top of page
  • Writer's pictureTo-Go

Customs & Traditions in India

Updated: May 5, 2021

Home> Countries> Asia> India> Customs & Traditions

General Etiquette

  • Public displays of affection are not encouraged.

  • Do not show anger.

  • Winking and whistling should be avoided.

  • Ears are considered sacred so do not touch or pull on others' ears.

  • Refrain from standing within an arm’s length of others.

  • The top of the head is considered to be the most important part of the human body. To touch someone on the top of their head is considered rude and insensitive. This is especially the case with babies, children, the elderly, religious leaders, or statues of deities.

  • Feet are considered unclean (this also applies to the left hand) so avoid touching another’s foot (apologize immediately if this is accidental)

  • To show the utmost respect towards a religious leader, a statue of a goddess, or an elder, one will touch the feet of the person or the statue.

  • Never sit higher than an elder. If they are seated on the floor, you should also sit on the floor to avoid being higher than them.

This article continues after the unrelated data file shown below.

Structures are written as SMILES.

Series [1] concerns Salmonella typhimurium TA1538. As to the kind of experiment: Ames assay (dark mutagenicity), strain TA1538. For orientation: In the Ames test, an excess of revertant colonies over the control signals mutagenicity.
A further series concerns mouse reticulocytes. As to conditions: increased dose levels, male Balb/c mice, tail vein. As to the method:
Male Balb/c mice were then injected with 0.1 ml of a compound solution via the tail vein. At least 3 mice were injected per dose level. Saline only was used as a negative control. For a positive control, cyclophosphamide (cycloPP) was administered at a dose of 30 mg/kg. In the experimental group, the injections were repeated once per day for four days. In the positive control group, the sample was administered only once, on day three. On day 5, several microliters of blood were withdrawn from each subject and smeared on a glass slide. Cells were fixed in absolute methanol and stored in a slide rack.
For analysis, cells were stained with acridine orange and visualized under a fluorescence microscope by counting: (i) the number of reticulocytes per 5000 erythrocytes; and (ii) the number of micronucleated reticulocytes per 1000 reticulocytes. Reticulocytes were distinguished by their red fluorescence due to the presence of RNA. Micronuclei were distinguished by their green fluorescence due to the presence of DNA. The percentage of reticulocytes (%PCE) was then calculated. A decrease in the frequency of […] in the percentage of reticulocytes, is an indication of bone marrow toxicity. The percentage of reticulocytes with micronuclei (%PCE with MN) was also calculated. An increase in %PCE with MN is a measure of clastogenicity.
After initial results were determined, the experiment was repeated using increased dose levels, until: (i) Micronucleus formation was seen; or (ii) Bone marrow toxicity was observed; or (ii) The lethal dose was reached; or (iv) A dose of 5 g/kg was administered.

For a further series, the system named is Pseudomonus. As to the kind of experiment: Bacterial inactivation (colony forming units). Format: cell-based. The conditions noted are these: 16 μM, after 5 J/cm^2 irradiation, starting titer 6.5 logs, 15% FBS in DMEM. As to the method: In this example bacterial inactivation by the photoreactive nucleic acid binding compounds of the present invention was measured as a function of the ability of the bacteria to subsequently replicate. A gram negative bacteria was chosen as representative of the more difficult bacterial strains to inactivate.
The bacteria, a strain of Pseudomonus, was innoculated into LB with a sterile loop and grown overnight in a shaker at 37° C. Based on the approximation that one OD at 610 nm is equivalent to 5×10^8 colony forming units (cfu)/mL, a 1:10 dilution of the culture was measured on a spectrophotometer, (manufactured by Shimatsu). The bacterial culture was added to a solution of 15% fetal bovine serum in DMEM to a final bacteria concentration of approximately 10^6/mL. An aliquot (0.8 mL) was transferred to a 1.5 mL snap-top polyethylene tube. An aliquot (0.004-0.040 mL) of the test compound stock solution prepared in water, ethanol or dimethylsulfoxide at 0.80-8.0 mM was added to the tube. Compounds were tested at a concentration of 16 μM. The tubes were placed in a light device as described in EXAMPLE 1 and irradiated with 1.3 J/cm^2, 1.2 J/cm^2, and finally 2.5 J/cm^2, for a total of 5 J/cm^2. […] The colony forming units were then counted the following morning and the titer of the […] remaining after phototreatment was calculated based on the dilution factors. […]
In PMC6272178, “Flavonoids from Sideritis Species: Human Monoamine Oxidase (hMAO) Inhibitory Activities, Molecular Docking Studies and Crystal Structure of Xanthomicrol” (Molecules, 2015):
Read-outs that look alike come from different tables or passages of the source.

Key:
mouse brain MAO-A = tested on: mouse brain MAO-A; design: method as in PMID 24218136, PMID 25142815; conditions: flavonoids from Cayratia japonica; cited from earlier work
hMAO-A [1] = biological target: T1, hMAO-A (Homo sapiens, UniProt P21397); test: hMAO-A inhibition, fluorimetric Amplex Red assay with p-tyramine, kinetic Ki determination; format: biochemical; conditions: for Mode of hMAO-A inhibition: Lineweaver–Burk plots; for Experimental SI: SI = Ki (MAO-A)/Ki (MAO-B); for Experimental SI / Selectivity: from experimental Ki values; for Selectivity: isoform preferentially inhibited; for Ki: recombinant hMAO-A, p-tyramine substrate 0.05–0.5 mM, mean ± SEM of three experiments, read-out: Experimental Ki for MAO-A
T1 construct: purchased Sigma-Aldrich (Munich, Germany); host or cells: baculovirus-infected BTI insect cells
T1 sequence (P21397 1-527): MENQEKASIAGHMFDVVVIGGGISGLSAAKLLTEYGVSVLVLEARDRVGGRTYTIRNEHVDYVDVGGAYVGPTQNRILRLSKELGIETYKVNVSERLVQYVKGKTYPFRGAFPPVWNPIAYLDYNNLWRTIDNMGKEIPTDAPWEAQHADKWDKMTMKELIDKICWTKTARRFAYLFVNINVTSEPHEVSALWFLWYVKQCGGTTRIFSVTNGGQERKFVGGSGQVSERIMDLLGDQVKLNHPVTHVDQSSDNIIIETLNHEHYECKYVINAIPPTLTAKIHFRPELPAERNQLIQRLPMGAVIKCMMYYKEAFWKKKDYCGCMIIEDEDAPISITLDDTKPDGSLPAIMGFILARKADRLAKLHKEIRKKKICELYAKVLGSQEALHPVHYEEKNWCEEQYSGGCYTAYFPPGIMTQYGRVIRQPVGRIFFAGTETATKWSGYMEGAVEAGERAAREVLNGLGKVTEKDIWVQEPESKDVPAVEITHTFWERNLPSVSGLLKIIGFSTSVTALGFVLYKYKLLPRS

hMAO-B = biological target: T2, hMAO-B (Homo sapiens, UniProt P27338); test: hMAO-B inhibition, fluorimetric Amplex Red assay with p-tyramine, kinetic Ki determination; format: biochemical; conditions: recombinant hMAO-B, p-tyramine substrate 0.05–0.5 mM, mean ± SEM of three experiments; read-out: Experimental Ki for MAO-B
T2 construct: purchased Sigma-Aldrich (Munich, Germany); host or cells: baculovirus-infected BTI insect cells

• Objects are generally passed with one’s right hand or both hands. The left hand is thought to be reserved for cleaning, and the left hand alone should never be used to pass an object.

  • Indians typically have a relaxed approach to timekeeping and punctuality. It is common for people to arrive at events 30 minutes to an hour after the designated time. However, Indians will usually observe punctuality in a formal context such as important business meetings, appointments, or when visiting a doctor.

  • You may find some questions Indians ask to be quite forward or frank by others' expectations (e.g. ‘How much do you earn?’). However, these kinds of questions are commonplace in India.

  • India has the world’s largest democracy, which is an impressive feat. Indians are often proud that their population of over a billion people have the freedom to participate in electing their government.


  • Family values are highly respected and are fundamental in daily life

  • The structure of the family is patriarchal; a woman must obey her father, her husband, her son.

  • Arranged marriages are familiar.

  • The urban middle-class population of India has begun to move away from arranged marriages

  • Families often live with three or four generations in the same house.

  • Traditionally sons inherit and daughters receive a dowry